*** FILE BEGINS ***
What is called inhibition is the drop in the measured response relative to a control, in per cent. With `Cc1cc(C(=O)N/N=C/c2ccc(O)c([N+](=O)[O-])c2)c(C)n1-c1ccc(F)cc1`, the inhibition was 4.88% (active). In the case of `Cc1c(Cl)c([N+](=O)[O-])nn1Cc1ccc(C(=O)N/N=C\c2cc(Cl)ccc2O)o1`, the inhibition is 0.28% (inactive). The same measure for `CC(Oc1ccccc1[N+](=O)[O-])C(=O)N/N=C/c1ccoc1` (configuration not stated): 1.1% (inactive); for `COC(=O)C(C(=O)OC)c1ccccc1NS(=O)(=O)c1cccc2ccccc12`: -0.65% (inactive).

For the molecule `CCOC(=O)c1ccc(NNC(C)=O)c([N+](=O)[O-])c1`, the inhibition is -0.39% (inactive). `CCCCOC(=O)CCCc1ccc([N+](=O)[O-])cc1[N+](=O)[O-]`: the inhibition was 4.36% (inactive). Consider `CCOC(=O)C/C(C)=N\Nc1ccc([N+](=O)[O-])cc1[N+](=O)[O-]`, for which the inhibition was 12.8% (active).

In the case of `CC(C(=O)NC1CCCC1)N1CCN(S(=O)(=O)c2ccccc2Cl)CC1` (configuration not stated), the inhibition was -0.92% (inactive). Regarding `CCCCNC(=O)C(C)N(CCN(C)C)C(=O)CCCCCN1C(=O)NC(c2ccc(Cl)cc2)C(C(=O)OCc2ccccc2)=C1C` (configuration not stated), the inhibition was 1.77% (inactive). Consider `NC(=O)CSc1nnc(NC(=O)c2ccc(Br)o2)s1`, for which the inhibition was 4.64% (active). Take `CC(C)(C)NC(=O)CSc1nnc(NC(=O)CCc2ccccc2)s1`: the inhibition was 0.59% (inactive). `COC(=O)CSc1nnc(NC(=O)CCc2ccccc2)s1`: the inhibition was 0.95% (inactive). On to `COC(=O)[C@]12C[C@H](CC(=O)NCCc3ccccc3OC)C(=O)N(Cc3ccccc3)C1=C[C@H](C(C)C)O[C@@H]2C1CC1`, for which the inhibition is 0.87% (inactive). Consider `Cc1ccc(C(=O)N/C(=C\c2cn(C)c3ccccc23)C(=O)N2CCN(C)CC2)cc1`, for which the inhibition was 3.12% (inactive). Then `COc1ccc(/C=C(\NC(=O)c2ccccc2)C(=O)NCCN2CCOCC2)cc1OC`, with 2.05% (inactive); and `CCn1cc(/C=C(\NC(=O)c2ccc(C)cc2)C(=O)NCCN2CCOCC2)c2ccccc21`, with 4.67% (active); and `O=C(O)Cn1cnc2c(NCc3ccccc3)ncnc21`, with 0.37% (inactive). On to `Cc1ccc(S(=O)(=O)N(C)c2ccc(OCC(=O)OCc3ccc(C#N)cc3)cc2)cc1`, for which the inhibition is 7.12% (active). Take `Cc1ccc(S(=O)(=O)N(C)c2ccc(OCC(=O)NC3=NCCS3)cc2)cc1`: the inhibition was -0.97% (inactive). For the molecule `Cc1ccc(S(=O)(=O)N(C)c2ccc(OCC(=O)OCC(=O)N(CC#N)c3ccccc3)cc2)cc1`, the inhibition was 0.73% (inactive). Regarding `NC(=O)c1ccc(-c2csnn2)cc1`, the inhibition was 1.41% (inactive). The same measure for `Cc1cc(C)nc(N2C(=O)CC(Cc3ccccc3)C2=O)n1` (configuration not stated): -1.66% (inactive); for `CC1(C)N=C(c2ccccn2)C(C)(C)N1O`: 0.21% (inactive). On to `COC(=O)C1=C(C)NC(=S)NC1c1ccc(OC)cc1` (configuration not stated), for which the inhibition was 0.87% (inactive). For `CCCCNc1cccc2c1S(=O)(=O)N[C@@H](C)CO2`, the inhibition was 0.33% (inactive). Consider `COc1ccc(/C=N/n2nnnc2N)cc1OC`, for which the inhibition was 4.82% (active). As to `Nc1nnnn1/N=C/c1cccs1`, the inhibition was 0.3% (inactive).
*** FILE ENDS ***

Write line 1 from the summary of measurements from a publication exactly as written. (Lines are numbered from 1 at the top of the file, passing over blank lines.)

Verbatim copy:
What is called inhibition is the drop in the measured response relative to a control, in per cent. With `Cc1cc(C(=O)N/N=C/c2ccc(O)c([N+](=O)[O-])c2)c(C)n1-c1ccc(F)cc1`, the inhibition was 4.88% (active). In the case of `Cc1c(Cl)c([N+](=O)[O-])nn1Cc1ccc(C(=O)N/N=C\c2cc(Cl)ccc2O)o1`, the inhibition is 0.28% (inactive). The same measure for `CC(Oc1ccccc1[N+](=O)[O-])C(=O)N/N=C/c1ccoc1` (configuration not stated): 1.1% (inactive); for `COC(=O)C(C(=O)OC)c1ccccc1NS(=O)(=O)c1cccc2ccccc12`: -0.65% (inactive).